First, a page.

Texas Senate Bill 3 and similar ostrich laws derive from the same form of information tyranny that spawned the European Enlightenment which, ironically, provided the foundation for American democracy and bedrock constitutional rights like the First Amendment right to free speech. A central theme of the European Enlightenment was the search for truth “by the new methods of science and by the examination of ancient knowledge.” In addition, a key idea to both the European and American Enlightenments is “the concept that humans through empirical observation and reason, could ascertain 'truth in the universe.”’ Thus, the attacks on Critical Race Theory, African-American history, and the theory of systemic racism are simply un-American when viewed through the lens of the Enlightenment tenants that formed country's foundation.

The current ostrich movement threatens to begin anew the thousand-year Dark Ages, “the age of ignorance” out of which natural philosophers (scientists) and Enlightenment thinkers had to usher Europe. Italian scholar Petrarch called the early Middle Ages “dark” in comparison to what he considered to be the “light” of classical antiquity. According to Petrarch, darkness connoted “ignorance” and “error,” while light signified “knowledge” and “understanding.” The Dark Ages began after ignorant Franco-Germanic hordes overran the Roman empire. The invaders destroyed many of the world's greatest books and philosophical tracts, and “[a]s the barbarians took hold of the west, piece by piece, learning slowly died with the empire.” The wisdom of the ancients was lost.

Enlightenment ideals included the centrality of human happiness and, most importantly, the pursuit of knowledge through reason and sensory evidence. Some scholars trace the beginning of the Enlightenment to Rene Descartes's Discourse on the Method in 1637 in which he announced the now famous philosophical tenant, “Cogito, ergo Sum” (I think, therefore I am). At the heart of the Enlightenment was “critical thinking,” which posed a “powerful threat” to the Church and civil authority's “absolute sovereignty.” Enlightenment thinkers began to question “the rights of kings to govern men, and clergy to govern souls.” Christopher L. Hodapp notes that “[W]ith the Enlightenment, an increasing number of political, religious, and philosophical upstarts began asking 'Why?”’ That simple three-letter word “would topple kings from thrones and wrest half of a continent away from their previous landlords.”

America's Founders were ardent students of the Enlightenment as well as the classical antiquities that preceded the Dark Ages. America's experiment in democracy is a direct result of the Enlightenment. The Enlightenment, a product of the scientific revolution, was the social and political version of the scientific method. To argue that the United States Constitution does not protect critical thinking and the scientific method is to argue that the Constitution does not protect our experiment in democracy.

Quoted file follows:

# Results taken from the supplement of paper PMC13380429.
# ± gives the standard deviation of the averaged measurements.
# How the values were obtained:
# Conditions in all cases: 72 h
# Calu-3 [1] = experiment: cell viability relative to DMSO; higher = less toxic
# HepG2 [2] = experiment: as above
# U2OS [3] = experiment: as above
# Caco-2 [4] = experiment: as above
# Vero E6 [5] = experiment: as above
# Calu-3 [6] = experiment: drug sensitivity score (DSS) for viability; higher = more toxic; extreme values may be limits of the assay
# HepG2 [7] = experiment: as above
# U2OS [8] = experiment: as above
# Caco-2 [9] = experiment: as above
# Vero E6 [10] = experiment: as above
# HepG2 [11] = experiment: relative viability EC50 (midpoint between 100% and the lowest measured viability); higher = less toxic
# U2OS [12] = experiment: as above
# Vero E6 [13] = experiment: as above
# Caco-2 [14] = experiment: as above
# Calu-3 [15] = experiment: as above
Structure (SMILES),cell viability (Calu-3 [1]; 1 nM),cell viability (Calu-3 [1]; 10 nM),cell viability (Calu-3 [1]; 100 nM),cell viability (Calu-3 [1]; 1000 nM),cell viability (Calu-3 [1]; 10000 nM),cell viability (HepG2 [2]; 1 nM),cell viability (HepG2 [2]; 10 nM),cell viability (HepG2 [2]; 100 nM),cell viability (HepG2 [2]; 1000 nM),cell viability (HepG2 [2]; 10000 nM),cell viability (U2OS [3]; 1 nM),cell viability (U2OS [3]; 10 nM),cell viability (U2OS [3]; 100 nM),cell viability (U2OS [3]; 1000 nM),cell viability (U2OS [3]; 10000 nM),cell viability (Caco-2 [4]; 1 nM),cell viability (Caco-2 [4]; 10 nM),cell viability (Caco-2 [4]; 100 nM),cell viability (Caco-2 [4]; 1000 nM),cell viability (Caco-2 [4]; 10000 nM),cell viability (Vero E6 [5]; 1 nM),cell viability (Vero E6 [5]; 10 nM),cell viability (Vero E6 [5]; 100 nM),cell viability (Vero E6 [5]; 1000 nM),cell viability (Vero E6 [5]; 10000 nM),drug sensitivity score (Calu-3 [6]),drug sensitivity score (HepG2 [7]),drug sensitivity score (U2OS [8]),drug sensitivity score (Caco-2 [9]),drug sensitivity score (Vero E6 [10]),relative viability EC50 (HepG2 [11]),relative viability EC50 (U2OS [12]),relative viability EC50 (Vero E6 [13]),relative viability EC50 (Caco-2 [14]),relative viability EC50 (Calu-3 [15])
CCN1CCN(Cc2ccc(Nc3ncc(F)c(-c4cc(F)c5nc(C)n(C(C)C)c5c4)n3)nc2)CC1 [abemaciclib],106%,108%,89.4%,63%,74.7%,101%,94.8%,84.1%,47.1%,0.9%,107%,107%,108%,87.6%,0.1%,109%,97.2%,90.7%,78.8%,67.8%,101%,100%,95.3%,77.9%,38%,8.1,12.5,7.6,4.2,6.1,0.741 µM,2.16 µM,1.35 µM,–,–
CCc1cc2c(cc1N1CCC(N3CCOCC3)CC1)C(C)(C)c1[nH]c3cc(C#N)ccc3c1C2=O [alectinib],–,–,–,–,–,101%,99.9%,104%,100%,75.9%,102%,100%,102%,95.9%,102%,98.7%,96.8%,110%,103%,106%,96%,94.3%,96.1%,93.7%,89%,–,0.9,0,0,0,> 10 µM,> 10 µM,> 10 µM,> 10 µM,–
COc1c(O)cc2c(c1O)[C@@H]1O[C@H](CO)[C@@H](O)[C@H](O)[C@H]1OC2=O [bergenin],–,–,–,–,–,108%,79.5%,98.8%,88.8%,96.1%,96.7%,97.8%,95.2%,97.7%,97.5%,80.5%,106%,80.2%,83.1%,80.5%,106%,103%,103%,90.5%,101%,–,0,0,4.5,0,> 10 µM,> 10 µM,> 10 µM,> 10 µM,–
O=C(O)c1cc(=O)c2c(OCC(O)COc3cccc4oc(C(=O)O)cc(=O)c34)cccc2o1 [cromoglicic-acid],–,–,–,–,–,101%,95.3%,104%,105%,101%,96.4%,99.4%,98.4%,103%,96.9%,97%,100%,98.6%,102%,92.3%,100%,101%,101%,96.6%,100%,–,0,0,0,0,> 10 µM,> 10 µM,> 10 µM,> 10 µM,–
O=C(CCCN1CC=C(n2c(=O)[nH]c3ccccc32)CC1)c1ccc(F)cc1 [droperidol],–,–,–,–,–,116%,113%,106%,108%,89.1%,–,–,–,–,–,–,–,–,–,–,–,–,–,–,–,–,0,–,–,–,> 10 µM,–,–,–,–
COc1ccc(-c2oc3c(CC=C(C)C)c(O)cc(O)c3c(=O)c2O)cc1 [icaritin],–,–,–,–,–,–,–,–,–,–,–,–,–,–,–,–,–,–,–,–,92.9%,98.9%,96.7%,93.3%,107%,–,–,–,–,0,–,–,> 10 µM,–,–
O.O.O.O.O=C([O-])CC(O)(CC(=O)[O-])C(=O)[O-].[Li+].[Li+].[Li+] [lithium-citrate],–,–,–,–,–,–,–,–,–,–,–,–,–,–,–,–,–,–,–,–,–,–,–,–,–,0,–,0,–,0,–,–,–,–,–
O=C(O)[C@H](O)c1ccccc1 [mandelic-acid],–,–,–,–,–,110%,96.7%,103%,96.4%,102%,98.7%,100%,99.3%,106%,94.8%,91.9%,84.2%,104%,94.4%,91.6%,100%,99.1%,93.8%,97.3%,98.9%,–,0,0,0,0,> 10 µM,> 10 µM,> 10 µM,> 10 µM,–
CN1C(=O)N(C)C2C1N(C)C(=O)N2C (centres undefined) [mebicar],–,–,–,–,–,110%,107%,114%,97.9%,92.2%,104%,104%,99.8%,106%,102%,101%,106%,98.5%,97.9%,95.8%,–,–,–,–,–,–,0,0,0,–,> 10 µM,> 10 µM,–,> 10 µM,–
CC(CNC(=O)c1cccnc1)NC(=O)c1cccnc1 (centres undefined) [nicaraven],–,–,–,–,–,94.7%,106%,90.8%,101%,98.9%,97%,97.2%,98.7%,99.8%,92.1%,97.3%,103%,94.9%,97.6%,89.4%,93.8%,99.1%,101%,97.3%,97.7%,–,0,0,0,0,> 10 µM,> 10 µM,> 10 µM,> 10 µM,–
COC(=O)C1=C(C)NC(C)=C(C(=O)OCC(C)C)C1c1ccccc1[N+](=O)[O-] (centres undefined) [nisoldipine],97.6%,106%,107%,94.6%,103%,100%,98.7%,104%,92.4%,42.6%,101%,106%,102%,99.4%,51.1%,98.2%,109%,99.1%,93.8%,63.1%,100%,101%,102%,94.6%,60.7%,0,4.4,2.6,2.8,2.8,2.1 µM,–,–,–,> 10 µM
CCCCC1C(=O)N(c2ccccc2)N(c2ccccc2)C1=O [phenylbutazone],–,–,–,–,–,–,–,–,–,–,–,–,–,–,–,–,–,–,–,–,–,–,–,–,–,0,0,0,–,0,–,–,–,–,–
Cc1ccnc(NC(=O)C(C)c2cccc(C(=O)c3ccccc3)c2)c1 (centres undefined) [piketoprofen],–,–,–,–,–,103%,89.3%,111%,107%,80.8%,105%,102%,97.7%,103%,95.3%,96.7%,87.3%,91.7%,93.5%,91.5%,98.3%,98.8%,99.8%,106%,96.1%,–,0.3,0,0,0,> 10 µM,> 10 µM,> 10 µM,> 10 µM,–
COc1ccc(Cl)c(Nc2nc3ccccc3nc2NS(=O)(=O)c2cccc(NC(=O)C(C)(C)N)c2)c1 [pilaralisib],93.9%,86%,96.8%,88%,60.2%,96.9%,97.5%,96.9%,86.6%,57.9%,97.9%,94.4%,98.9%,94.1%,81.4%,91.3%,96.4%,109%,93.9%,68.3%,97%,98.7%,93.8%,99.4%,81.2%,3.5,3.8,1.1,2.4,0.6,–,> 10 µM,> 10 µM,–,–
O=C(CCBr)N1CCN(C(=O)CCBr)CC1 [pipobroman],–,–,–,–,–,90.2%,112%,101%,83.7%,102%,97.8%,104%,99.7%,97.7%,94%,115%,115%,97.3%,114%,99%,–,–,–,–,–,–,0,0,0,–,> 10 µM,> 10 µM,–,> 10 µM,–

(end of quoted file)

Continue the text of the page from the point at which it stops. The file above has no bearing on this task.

Considering the country's origins, bans on any critical thought, Critical Race Theory or otherwise, and potential bans on scientific theories like the Big Bang Theory, are profoundly unconstitutional. Bans on critical thought challenge the foundation of democracy itself. These bans violate the fundamental American right to seek the truth through empirical data and reasoning, and, by extension, the right to think freely in quest of the truth.

The right to seek objective truth is different from the First Amendment right to receive information which arguably covers the right to believe, including religious belief. The right to seek objective truth is limited by current case law which turns on the educational value of the information balanced against a state's interest in indoctrinating primary and secondary students. The right to free thought, on the other hand, is premised on reason, facts, evidence, and the scientific method, finding its roots in the Fourteenth Amendment's Substantive Due Process Clause. The right to equal thought and dignity hinges upon equal access to identity-protecting information and equal protection against identity-damaging information, and is thus rooted in both the First Amendment and the Equal Protection Clause. The right to equal thought and dignity requires states to not only consider the harmful effects of critical race history on White students, but also the effect the absence of that information has on the self-esteem and emotions of black students. Critical race history helps explain the African-American community's social and economic predicament. Without this knowledge, black students are more susceptible to believing African-Americans are inferior. A presumption of inferiority affects self-esteem and the prospects of life success.

This Article is divided into eight parts. Part II explores what Critical Race Theory is and summarizes the arguments for and against it. Part III surveys ostrich laws banning Critical Race Theory and related concepts around the country. Part IV discusses the Age of Enlightenment and Enlightenment tenets that support the constitutional right to free and equal thought and dignity. Part V describes the American Matrix (America's counter-rationale subculture) out of which current ostrich laws extend. Part VI discusses the First Amendment right to receive information and its shortcomings regarding race education. Part VII covers the Fourteenth Amendment grounds for the right to free and equal thought. The section also applies the Substantive Due Process Clause and Equal Protection Clause to ostrich laws banning Critical Race Theory and African-American history. Part VIII concludes the Article.